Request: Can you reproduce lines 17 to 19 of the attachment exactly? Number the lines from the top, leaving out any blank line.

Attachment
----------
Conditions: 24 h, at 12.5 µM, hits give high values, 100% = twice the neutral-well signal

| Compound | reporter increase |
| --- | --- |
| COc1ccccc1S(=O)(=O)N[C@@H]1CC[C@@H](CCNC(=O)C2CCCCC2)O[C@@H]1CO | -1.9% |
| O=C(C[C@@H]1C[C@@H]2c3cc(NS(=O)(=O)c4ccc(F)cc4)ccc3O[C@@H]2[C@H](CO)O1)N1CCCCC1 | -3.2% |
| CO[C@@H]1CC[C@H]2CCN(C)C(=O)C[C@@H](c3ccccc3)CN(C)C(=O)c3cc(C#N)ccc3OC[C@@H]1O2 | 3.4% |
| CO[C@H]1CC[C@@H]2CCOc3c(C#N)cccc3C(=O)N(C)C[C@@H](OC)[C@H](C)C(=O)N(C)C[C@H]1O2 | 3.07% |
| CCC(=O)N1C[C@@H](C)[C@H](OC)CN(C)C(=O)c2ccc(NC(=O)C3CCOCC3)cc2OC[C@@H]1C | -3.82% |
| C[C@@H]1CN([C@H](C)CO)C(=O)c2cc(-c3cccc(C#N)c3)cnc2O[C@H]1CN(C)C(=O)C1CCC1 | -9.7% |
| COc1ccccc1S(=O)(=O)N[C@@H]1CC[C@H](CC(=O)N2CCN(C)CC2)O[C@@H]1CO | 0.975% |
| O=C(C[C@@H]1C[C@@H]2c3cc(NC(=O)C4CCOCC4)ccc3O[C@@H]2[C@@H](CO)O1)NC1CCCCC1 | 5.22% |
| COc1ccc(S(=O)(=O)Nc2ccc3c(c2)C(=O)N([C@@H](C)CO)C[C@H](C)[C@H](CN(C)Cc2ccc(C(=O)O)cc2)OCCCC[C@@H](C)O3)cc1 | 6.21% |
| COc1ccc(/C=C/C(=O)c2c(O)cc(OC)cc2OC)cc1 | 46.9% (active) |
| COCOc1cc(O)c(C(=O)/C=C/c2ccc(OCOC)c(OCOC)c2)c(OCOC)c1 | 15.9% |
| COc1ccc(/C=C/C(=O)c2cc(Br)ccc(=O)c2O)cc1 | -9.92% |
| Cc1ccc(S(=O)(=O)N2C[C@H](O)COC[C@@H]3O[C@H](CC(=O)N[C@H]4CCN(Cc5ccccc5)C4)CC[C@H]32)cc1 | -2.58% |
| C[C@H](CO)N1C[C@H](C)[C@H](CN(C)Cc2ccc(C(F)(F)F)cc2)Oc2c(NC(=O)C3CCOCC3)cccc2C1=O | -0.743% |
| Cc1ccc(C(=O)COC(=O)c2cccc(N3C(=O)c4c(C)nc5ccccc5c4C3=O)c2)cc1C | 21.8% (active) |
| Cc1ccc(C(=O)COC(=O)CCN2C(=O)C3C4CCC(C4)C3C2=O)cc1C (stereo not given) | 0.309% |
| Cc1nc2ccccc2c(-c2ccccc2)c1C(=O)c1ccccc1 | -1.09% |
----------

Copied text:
| C[C@H](CO)N1C[C@H](C)[C@H](CN(C)Cc2ccc(C(F)(F)F)cc2)Oc2c(NC(=O)C3CCOCC3)cccc2C1=O | -0.743% |
| Cc1ccc(C(=O)COC(=O)c2cccc(N3C(=O)c4c(C)nc5ccccc5c4C3=O)c2)cc1C | 21.8% (active) |
| Cc1ccc(C(=O)COC(=O)CCN2C(=O)C3C4CCC(C4)C3C2=O)cc1C (stereo not given) | 0.309% |